Bone Mineral Density Tests: What The Numbers Mean

bone density results

A bone density test is an imaging test that measures the strength of your bones. It uses X-rays to measure how much calcium and other minerals are in your bones. In general, the risk for bone fracture doubles with every SD below normal. Thus, a person with a BMD of 1 SD below normal (T-score of -1) has twice the risk for bone fracture as a person with a normal BMD. When this information is known, people with a high risk for bone fracture can be treated with the goal of preventing future fractures.

Be sure to tell your doctor beforehand if you’ve recently had a barium exam or had contrast material injected for a CT scan or nuclear medicine test. Contrast materials might interfere you can try these out with your bone density test. DEXA scans offer a high degree of precision and accuracy. Medical experts consider DEXA scans to be an accurate test for diagnosing osteoporosis.

You might be asked to hold your breath for a few seconds to ensure a clear image. The test takes between minutes, depending on the device used and the body area being scanned. If you are a woman in postmenopause or a man who is age 50 or older, your bone mineral density test result will be a T-score. For more information on bone health, visit the National Osteoporosis Foundation’s General Facts page. Bone density tests are usually done on bones in the spine (vertebrae), hip, forearm, wrist, fingers and heel. You won’t feel any pain or have any side effects from a bone density test.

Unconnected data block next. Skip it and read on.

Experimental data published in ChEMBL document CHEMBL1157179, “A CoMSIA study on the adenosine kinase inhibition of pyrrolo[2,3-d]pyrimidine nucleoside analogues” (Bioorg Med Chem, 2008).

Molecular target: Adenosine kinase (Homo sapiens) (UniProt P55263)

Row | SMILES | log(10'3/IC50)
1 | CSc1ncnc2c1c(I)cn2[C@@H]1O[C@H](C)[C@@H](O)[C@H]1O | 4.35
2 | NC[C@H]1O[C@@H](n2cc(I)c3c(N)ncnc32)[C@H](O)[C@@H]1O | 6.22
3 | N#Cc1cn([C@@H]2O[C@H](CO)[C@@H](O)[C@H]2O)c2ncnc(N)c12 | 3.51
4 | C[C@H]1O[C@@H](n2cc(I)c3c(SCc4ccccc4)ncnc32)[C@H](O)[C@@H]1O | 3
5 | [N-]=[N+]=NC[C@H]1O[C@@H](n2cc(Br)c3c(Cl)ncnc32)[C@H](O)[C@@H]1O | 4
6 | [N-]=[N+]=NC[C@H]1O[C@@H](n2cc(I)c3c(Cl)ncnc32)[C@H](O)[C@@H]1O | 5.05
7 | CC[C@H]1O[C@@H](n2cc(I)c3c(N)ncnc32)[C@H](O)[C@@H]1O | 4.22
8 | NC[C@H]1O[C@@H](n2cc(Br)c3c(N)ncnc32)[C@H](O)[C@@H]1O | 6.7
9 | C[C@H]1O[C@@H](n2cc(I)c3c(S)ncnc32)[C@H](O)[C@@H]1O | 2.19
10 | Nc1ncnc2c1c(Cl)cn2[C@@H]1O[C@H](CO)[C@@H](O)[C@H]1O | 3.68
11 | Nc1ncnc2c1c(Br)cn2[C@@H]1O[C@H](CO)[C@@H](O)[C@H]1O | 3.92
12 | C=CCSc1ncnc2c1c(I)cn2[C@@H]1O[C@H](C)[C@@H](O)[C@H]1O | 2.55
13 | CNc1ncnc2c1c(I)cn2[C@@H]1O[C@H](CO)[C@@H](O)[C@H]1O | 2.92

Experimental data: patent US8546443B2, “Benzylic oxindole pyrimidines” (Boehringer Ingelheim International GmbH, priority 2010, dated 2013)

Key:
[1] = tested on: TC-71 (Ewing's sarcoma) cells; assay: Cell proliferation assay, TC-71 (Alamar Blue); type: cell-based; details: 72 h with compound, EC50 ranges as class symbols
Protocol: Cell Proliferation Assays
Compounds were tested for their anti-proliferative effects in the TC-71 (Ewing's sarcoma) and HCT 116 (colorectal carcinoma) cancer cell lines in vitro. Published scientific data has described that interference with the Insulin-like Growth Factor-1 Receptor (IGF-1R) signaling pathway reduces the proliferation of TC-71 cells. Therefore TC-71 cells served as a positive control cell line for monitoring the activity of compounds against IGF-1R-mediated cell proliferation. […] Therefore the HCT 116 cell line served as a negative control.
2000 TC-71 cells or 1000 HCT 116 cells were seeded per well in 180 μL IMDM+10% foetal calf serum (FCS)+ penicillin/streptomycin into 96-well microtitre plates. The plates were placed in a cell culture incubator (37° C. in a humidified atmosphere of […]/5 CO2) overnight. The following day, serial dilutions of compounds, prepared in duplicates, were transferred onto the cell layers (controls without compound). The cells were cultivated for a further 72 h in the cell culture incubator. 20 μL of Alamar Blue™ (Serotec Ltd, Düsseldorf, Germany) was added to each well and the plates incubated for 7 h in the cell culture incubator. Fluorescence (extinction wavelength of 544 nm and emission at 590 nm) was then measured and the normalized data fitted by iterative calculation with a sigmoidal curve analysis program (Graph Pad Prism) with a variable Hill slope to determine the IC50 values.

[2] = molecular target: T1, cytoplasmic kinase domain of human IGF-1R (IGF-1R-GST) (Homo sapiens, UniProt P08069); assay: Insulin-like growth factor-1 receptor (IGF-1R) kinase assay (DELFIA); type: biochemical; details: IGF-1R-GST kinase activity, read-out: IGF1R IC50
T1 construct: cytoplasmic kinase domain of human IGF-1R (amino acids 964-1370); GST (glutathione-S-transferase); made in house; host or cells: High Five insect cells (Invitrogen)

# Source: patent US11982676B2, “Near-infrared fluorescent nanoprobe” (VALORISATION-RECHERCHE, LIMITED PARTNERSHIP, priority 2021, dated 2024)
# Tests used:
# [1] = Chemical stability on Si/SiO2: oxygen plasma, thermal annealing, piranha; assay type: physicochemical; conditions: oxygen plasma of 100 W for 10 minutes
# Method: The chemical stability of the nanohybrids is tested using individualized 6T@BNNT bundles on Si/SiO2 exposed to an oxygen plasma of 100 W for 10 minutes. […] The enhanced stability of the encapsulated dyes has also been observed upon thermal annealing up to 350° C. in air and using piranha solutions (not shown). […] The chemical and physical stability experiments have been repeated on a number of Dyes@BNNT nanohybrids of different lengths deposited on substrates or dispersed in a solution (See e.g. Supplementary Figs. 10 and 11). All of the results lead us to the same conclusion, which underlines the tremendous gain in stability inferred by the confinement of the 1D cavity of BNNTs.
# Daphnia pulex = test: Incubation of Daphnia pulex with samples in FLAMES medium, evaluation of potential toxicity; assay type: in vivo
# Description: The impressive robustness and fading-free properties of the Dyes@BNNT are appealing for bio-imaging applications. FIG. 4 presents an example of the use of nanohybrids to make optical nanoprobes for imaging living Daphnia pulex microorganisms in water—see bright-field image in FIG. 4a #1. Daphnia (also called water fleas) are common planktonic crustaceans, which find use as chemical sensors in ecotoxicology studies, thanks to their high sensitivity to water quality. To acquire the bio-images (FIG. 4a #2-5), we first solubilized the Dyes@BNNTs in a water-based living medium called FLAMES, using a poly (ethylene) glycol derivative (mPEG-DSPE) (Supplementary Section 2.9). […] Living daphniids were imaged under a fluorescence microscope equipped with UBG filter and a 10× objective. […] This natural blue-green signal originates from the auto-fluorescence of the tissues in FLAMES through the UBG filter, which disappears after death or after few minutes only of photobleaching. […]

bone density results

If you have your bone density test done at a hospital, it’ll probably be done on a device where you lie on a padded platform while a mechanical arm passes over your body. The amount of radiation you’re exposed to is very low, much less than the amount emitted during a chest X-ray. Medical experts recommend more info avoiding all radiation exposure during pregnancy to protect the developing fetus. Tell your provider if you’re pregnant or think you might be pregnant. Professionals certified to interpret DEXA images will review your results and write a report that will be sent to your healthcare provider.

Two very low-dose X-ray beams pass through your body’s tissue to determine how dense and strong your bones are. Some people with arthritis may need a bone density test to look at how being on steroids has affected their bones. Additionally, people with rheumatoid arthritis (RA) are at a higher risk for developing osteoporosis from chronic inflammation and other complex mechanisms.

The detector above will pass over your body, and the X-ray generator will go under you. Once you have checked in and completed the admission paperwork, you will be taken to an exam room. Your personal items will be put in a safe place (like a locker) while you are having source the test. You must bring proof of identification and your health insurance card to the appointment. You will be able to drive yourself home after the test, so you don’t need to bring someone with you. The central DEXA is located in a room with a large table.

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